A closed subspace of a compact topological space is compact. This is a theorem in Gamelin and Greene's book, but quite late into the book, in the second part of the book on topology. The first part of the book deals with metric spaces and nowhere in the book can I find this result for metric spaces; are the proofs of this result for metric spaces any different than that for topological spaces?
@psie no
ok, I guessed so
You take closed $A\subseteq X$, you cover it with open $U_i$, then $U_i$ and $X\setminus A$ form a cover from which you obtain a finite subcover, which then constitutes a finite cover of $A$
pretty simple
ok π
8:15 PM
hey all
got a question,
if I use inverse trigonometric functions to solve a trigonometric equation when finding the result I kano that I must limit the first set of solution to the range of the inverse trig fucntion shoudl I limit it based on the domain of the non inverse trig fucntion itself too/
so basically my question is if we are finding the set of solutions for a trig fucntion and we use inverse trig functions to solve
do we ave to respect to limits to fidn the values for solution +cycle
1. the value must be in the first cycle
2.the value must be in the range of the inverse trig fucnctio
here is the immage of the problem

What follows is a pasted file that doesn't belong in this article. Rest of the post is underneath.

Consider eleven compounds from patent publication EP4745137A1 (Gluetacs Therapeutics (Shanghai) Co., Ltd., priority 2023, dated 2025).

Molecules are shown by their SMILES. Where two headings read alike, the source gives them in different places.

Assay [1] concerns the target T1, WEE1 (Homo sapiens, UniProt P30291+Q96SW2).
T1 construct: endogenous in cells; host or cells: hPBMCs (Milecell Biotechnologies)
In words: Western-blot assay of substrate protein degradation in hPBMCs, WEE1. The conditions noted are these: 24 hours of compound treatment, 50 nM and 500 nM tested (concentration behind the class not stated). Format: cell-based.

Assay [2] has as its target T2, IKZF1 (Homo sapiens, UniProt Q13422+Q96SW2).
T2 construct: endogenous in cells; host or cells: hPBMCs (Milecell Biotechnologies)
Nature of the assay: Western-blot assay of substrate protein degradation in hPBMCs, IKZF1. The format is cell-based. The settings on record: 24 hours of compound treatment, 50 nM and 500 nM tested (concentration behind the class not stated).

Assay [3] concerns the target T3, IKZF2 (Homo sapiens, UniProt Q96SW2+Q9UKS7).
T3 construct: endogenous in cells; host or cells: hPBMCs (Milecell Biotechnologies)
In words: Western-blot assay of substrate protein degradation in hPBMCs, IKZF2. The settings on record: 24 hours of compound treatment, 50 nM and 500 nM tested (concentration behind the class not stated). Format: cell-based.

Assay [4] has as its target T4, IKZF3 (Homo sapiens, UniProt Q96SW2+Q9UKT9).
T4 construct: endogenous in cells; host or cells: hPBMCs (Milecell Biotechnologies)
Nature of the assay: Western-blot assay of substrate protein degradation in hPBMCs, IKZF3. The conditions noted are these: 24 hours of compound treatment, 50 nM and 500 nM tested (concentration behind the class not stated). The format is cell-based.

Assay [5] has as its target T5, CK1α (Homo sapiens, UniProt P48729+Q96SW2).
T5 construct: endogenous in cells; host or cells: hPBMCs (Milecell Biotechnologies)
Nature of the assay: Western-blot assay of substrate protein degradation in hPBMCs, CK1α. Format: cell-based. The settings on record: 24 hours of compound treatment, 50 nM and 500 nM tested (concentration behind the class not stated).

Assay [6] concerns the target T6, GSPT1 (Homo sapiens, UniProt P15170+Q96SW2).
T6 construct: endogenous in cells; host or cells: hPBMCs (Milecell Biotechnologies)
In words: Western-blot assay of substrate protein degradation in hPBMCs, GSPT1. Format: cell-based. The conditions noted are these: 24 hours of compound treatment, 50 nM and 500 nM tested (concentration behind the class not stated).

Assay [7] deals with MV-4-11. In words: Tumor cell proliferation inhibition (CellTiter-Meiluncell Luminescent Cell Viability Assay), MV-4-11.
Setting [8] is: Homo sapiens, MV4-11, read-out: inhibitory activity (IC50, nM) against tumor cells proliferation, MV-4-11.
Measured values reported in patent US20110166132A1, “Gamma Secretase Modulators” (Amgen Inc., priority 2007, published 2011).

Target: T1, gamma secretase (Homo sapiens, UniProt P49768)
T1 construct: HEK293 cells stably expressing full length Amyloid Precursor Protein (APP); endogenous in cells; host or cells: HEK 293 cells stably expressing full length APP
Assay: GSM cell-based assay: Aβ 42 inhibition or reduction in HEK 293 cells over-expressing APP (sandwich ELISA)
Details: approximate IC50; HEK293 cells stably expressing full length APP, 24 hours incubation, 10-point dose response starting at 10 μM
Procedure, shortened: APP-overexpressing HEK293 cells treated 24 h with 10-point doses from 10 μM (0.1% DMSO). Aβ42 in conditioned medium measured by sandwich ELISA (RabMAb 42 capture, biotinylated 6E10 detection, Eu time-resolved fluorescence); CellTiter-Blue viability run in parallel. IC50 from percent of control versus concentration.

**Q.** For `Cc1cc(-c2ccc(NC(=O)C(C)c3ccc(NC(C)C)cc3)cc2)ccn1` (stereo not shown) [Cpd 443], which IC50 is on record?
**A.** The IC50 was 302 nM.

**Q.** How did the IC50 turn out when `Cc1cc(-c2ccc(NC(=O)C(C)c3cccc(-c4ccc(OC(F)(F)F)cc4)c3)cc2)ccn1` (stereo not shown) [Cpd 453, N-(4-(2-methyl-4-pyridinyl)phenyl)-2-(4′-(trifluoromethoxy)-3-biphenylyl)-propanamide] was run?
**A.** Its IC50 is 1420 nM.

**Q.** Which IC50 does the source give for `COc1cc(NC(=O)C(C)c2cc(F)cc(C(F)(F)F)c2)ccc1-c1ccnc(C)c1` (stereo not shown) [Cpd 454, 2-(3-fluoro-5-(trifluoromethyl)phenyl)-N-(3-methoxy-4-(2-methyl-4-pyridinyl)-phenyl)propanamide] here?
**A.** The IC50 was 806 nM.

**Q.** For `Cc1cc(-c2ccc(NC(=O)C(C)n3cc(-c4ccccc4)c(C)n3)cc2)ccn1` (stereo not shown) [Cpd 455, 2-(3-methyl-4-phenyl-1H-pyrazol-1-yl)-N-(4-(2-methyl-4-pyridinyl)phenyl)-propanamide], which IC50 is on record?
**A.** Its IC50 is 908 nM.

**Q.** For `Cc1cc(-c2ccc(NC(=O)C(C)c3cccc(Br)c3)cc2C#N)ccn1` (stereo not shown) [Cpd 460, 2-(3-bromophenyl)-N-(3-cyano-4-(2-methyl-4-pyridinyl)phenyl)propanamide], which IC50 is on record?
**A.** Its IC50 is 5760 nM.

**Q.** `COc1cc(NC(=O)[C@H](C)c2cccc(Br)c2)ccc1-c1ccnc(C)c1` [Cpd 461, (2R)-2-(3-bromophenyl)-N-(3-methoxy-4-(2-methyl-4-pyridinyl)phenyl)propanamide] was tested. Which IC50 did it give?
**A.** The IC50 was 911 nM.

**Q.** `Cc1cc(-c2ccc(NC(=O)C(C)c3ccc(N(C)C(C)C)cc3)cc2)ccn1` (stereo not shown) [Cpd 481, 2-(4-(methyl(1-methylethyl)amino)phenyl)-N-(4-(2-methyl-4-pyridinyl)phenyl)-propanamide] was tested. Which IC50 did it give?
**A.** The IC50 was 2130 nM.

does it have to e int range of the original tire function: so like sinx=a where is a content x=sin^-1(a) a must bet in the range of both sin and sin^-1?
or does the value of a has to be in the range of sin and the vale of x in the range os sin inverse?
or mayby a has to obey both the range of sin and sin inverse?
8:39 PM
@SineoftheTime No idea, but moving a normal conversation to trash is kinda insulting
4
9:18 PM
Ultimately decided on a beef roast (with mashed potatoes and brussel sprouts) for a couple of nights, and chicken-and-waffles for another couple of nights.
9:30 PM
I don't understand the question.
@XanderHenderson Chicken and what?
@XanderHenderson Waffles with chicken?
Waffles with everything!
9:40 PM
I feel like the words I have written are quite clear...
@XanderHenderson They are, I just can't fathom how that combination makes sense.
written typed
@SoumikMukherjee There is no reason other than amWhy didn't think your conversation fits the room.
2
@user20458579510081670432 No, I chose the word I chose.
It is a correct word.
They words were written via typing.
Not type set?
Ok. I'll accept that definition upon reflection of the phrase "type writer." :-)
9:47 PM
See definition 4.
"Type set" would be wrong, and it has nothing to do with the typewriter technology... :/
I don't type. I use smoke signals.
βοΈβοΈβοΈ
π§οΈπ§οΈ
π¬
10:03 PM
@Jakobian hehe, funny that the description says a place to socialize
@XanderHenderson You wrote 'for a couple of nights', so I jokingly asked what about daytime
@SoumikMukherjee they lied in the description.
@SoumikMukherjee it is, under the eye of the authority
10:21 PM
πͺππͺ
I think the lie was actually "All Octupi and Dolphins welcome!!!" since its not a very welcoming place
2
best to leave children to their toys
2
Big brother is watching you
are the following equivalent:
Let $X$ be a space and $A\subseteq B\subseteq X$. The following are equivalent:

1- Every loop in $B$ contracts to a point in $A$.

2- the inclusion induced map $i_{*}:\pi_1(A,a)\rightarrow \pi_1(B,a)$ is trivial.
10:38 PM
did you reverse $A$ and $B$ in 1.
oh yes.
then yes
2. should ideally have an "for all $a\in A$"
I see. Thanks!